Looking into the Dark

There’s a question I’m often asked about my art and poetry; why am I so interested  in dark subject matter when I could be writing and making images about ‘happy stuff’?

I’m not sure if I choose my themes or they choose me.  Inevitably my work reflects my life, my view of the world.  From early childhood I’ve experienced pain and trauma growing up within a dysfunctional family where I never felt safe and also at the hands of an uncaring medical establishment that treats disabled people as expendable.  Although I’ve been lucky enough to have love, friendship and joy in my life, it’s always been within the context of a threatening world.  I’ve spent most of my life in ‘survival mode’.

It’s important to me that my creative work tries to expose the truth as I see it.  I want to confront my reality head on, with all its flaws and sores.  I don’t want to retreat into a rose tinted bubble and pretend life is perfect which is what the State would prefer us to do.  It’s much easier to control a population that doesn’t ask difficult questions.  Of course, it’s also essential to maintain a positive attitude and a sense of humour.  To see into the dark we also need some light.  Before you descend into the subterranean depths of your pain make sure you have a torch.


Original Photograph by the author


An attraction to the dark side of life may be a tendency among creative people. There certainly seems to be a link between poetry and pain. There’s a higher rate of depression, addiction and even suicide amongst poets.  Flick through any poetry book and you will find more poems about loss and pain than happiness.  Personally, I find cheerful ditties about love and rainbows rather tedious.  Misery is far more fascinating!  Perhaps truly happy people (if they actually exist in the real world) do not feel the need to agonise over choosing the right words in the right order on a piece of paper.  They’re probably too busy doing whatever it is that normal, happy people are supposed to do, making money, having sex and playing football or whatever (no disrespect to rich, sexy footballers intended!)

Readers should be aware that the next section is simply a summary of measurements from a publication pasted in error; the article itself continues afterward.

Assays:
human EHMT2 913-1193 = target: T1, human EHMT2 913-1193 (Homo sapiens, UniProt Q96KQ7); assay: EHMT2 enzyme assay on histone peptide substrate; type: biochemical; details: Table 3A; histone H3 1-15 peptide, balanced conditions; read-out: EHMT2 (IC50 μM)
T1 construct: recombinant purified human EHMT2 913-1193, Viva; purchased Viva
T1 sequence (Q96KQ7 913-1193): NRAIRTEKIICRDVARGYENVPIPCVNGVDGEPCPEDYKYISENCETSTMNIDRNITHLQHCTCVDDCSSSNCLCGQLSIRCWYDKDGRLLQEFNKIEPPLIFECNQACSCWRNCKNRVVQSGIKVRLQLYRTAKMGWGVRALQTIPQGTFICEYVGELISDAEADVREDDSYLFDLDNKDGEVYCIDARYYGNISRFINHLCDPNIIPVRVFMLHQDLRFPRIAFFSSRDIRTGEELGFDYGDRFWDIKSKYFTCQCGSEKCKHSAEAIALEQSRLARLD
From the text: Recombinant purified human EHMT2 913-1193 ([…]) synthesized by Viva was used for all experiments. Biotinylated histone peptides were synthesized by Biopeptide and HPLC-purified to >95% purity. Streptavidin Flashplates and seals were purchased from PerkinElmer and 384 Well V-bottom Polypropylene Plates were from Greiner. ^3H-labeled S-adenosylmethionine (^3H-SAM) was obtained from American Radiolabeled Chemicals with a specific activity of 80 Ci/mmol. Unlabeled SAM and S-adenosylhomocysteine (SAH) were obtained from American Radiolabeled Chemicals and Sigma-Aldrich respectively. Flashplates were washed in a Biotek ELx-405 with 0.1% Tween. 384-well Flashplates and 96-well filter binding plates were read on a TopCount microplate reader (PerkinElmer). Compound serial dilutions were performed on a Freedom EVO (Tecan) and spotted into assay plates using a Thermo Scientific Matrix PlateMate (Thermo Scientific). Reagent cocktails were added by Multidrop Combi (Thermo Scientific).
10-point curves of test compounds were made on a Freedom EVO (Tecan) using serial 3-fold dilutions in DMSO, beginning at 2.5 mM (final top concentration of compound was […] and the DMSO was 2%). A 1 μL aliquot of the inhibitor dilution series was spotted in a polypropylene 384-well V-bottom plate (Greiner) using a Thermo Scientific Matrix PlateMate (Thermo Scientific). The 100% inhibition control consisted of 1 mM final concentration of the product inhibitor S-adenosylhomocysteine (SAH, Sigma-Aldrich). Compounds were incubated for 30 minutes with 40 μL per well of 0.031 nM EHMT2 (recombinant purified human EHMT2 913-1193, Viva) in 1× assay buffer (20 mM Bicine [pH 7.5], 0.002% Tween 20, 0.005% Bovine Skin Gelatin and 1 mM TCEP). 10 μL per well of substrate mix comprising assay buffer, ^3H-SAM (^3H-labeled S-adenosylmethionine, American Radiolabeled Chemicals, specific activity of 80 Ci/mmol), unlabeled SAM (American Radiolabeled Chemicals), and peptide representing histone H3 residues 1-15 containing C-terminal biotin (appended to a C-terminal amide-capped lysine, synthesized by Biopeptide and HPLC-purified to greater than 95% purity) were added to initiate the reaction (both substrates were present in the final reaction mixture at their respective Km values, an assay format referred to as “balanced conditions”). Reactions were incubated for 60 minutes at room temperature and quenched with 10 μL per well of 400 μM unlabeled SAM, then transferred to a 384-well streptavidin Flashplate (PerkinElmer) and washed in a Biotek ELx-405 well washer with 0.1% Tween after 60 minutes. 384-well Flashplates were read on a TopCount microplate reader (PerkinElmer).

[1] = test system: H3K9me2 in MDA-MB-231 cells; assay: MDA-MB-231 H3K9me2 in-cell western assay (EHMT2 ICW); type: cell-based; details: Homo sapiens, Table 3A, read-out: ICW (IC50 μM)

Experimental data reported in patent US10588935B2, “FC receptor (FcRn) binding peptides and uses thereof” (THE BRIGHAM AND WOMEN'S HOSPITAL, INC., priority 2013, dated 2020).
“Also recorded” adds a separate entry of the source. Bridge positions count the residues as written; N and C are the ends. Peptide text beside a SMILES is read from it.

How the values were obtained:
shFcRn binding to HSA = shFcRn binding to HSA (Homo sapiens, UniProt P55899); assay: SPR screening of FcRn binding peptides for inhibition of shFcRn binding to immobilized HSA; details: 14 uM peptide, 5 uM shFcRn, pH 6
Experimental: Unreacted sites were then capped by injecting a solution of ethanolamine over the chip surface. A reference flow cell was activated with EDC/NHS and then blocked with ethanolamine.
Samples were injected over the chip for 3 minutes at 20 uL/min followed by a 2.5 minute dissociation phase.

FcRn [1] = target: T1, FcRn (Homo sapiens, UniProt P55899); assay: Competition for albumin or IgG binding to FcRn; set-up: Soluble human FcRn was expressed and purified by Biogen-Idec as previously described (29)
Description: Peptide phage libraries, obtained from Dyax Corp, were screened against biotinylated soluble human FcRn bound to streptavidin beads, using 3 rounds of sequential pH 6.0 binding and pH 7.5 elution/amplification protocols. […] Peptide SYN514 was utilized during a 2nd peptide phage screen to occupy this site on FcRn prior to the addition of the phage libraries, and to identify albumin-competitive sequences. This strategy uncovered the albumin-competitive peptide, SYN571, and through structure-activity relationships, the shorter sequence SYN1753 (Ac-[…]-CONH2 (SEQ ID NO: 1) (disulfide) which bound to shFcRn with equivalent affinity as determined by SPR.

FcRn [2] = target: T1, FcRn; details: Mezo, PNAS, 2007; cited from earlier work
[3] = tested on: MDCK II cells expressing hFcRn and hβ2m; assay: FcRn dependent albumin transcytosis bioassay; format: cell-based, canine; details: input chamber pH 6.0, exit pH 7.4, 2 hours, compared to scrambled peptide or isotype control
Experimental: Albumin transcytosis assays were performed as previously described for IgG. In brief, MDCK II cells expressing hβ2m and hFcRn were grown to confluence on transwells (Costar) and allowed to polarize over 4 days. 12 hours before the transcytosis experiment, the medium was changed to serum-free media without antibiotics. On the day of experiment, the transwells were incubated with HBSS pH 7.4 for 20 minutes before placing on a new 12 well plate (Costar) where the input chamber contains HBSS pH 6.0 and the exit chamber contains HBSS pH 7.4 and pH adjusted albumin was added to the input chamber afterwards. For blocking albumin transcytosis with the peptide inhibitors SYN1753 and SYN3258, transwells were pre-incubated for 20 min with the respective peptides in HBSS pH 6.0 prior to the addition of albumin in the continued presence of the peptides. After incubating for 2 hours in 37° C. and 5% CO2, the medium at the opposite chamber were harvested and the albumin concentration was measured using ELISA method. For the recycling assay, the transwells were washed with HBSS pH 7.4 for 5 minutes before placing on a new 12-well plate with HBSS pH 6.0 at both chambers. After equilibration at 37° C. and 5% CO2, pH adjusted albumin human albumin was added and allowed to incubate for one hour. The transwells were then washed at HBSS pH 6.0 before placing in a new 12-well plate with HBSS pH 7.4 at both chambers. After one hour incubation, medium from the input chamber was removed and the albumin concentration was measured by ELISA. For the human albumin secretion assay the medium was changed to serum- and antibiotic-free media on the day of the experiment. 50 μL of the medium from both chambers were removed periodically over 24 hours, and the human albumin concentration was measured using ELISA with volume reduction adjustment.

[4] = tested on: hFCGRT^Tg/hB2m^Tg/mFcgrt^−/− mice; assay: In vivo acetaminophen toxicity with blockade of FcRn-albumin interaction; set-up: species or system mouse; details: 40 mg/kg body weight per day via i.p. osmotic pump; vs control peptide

One of the reasons I write poetry and make art is the hope that sharing my experiences may help others in similar situations. It’s comforting to know you are not the only one with difficult thoughts and feelings. We can all learn from one another, we can all gain strength from one another. We don’t have to be alone. That is the beauty and power of art.


5 thoughts on “Looking into the Dark

  1. My new doctor, a young, idealistic man, wanted me off oxycodone. Fine. I’m almost off, not even thought of arguing the point, in spite of much additional pain. But it’s the mental torment that has really hurt. A few weeks ago I arrived briefly at a place where I seemed unable to feel anything, emotionally, no grief, no joy, nothing. It was the emptiest I’ve ever felt, pointless. It reinforced my belief that suffering has it’s purpose, though there are times I would prefer it be less extreme. My childhood was also dysfunctional and stressful. It shaped a strange life for me, but I would never think to complain when the world is over filled with people who really suffer.

    Liked by 1 person

    1. So pleased you have come off oxycodone. Well done! You’re right, in some ways it’s a blessing to suffer as it reminds us of what is important in life. I rather experience extremes of feeling then exist in an emotionless void like some people seem to. I feel sorry for those who have skimmed through life on a perpetual even keel without pain or trauma. They barely seem to know they’re alive and have twisted priorities- reliant on materialistic superficial values. Take care. x

      Liked by 1 person

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